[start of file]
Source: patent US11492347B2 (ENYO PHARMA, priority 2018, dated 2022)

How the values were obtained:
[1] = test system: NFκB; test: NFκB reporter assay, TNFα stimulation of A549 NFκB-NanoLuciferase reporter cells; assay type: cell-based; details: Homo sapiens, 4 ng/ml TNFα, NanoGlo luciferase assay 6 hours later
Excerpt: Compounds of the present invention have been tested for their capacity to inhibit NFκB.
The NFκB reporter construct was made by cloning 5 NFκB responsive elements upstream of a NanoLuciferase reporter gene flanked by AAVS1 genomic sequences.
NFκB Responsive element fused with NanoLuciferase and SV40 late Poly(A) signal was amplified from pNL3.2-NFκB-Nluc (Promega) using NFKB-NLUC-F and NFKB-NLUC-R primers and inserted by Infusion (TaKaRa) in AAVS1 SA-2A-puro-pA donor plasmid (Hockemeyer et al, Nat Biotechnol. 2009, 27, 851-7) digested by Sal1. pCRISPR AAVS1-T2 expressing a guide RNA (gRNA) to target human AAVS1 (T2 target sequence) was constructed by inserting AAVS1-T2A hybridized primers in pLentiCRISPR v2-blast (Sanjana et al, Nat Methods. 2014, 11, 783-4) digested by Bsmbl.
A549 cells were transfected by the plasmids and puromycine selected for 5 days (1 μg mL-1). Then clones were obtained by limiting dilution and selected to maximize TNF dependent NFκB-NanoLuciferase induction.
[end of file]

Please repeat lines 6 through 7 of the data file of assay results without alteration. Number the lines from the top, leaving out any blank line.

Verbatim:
NFκB Responsive element fused with NanoLuciferase and SV40 late Poly(A) signal was amplified from pNL3.2-NFκB-Nluc (Promega) using NFKB-NLUC-F and NFKB-NLUC-R primers and inserted by Infusion (TaKaRa) in AAVS1 SA-2A-puro-pA donor plasmid (Hockemeyer et al, Nat Biotechnol. 2009, 27, 851-7) digested by Sal1. pCRISPR AAVS1-T2 expressing a guide RNA (gRNA) to target human AAVS1 (T2 target sequence) was constructed by inserting AAVS1-T2A hybridized primers in pLentiCRISPR v2-blast (Sanjana et al, Nat Methods. 2014, 11, 783-4) digested by Bsmbl.
A549 cells were transfected by the plasmids and puromycine selected for 5 days (1 μg mL-1). Then clones were obtained by limiting dilution and selected to maximize TNF dependent NFκB-NanoLuciferase induction.